Through the Texas History for Teachers (TX4T) project, Andrew J. Torget, Humanities Texas, the University of North Texas Libraries, and a team of master teachers will provide 4th- and 7th-grade social studies educators access to a website featuring authoritative, evidence-based historical content and best-practices pedagogical resources for teaching Texas history. The state of Texas requires public school teachers to cover Texas history in both 4th- and 7th-grade while addressing a sprawling array of skill and content standards. This project will meet a pressing need for a comprehensive set of thematically connected, historically accurate lesson plans tied to primary sources, and it will serve as a national model for integrating best-practice instruction into social studies curriculum.
The work will build on The Portal to Texas History, a free online archive of primary sources which teachers often discover when searching for classroom content, curating its massive quantity of historical documents into a more targeted suite of pedagogical resources and building a teacher-facing website to serve as a central hub for accessing this content, organized into 15 chronological “units” that correspond to historical eras identified in the Texas state standards.
The judges were impressed by Dr. Torget’s credentials: as a nationally recognized expert in Texas history with deep pedagogical experience, he struck them as an ideal lead for this important project. They also praised the institutional partners’ strong track record working with teachers, their comprehensive outreach plan, and their attention to digital sustainability in the design of the website, which will help ensure these resources will be available to teachers for many years to come.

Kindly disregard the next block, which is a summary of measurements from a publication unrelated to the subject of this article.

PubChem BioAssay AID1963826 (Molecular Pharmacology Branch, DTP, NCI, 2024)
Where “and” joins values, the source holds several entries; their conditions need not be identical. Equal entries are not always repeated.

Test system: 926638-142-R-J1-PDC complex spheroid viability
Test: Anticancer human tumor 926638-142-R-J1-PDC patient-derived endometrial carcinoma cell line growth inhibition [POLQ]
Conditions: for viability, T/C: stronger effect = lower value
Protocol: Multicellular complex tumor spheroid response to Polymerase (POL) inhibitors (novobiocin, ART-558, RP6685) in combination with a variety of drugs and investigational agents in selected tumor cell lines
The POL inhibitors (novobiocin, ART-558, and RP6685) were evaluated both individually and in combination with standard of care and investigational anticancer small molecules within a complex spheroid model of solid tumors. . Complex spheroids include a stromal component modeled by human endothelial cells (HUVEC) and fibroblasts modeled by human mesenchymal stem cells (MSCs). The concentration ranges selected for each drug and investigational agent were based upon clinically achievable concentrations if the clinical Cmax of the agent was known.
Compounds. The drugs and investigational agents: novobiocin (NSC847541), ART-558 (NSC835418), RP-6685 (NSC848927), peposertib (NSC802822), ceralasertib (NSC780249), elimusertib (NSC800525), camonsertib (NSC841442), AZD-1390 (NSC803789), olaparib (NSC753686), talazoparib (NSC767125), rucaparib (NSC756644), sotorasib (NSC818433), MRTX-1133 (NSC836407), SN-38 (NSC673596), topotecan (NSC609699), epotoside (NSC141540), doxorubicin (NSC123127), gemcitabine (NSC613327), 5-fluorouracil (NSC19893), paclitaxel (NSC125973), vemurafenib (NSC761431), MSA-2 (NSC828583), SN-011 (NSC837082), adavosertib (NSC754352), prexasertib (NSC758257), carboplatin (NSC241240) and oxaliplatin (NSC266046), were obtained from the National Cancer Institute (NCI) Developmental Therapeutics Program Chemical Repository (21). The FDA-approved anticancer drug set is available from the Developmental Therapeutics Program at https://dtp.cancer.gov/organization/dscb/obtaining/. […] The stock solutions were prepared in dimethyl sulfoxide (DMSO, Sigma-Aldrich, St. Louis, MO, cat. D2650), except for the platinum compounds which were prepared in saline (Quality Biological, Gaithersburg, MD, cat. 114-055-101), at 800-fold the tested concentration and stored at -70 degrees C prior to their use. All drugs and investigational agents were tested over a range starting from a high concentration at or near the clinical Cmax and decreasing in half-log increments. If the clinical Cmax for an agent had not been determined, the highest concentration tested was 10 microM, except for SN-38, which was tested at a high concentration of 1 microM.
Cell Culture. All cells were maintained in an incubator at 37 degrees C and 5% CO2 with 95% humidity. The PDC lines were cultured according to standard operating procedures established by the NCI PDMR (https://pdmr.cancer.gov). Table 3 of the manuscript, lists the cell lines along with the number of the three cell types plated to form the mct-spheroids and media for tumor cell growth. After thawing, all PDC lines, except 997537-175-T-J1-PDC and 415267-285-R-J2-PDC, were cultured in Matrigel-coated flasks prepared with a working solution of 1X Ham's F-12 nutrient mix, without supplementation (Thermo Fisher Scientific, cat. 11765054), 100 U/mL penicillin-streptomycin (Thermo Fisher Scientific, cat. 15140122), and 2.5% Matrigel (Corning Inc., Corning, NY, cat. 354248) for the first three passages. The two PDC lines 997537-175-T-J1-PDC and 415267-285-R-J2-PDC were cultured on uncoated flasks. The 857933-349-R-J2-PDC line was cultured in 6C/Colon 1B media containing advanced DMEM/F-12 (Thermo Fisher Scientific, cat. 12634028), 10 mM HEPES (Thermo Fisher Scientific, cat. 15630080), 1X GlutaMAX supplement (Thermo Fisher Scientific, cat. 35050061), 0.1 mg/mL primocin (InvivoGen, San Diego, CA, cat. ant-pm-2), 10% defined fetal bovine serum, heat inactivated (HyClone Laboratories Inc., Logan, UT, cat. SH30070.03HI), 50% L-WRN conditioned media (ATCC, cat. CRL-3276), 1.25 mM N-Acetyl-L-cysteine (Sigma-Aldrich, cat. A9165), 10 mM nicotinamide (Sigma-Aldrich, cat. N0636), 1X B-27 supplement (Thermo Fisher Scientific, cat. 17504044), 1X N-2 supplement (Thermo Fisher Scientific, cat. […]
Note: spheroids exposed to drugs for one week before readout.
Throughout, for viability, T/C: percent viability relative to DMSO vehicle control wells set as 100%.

Andrew J. Torget is an Associate Professor of History at the University of North Texas. He is a historian of nineteenth-century North America, and he teaches classes on the Old South, American expansion, slavery, Texas, the U.S.-Mexico borderlands, and digital scholarship. His work has revolved around two intersecting themes: the expansion of the American South into the West, and developing new digital methods for research, scholarship, and teaching. His most recent book is Seeds of Empire: Cotton, Slavery, and the Transformation of the Texas Borderlands, 1800-1850, which won the David J. Weber-Clements Center Prize for Best Non-Fiction Book on Southwestern America from the Western History Association.
Torget also runs a digital scholarship lab that experiments with applying advances in technology and computer science toward developing new methods for historical research and teaching. Recent projects have included the Digital Austin Papers (http://digitalaustinpapers.org/) and Mapping Texts (mappingtexts.org). He is currently writing a history of the rise and fall of nineteenth-century Galveston as the key to the development of the American Southwest.
The Texas History for Teachers project depends on a large team that includes project co-director Dreanna Belden, Assistant Dean for External Relations at the University of North Texas Libraries (UNTL); curriculum consultants Jay Ferguson, of Round Rock Independent School District, and Michelle Phillips, of College Station Independent School District; William Hicks, Lead Website and Digital Infrastructure Developer at UNTL; Jake Mangum, Project Development Librarian at UNTL; Joshua Sylve, Director of Marketing and Communications at UNTL; and Megan Gellner, Photographer and Videographer at UNTL. TX4T also relies on the guidance of members of our Pedagogical Advisory Board and our Historical Advisory Board (full membership of each board can be found on the TX4T contributors page).
Project: The Texas History for Teachers Project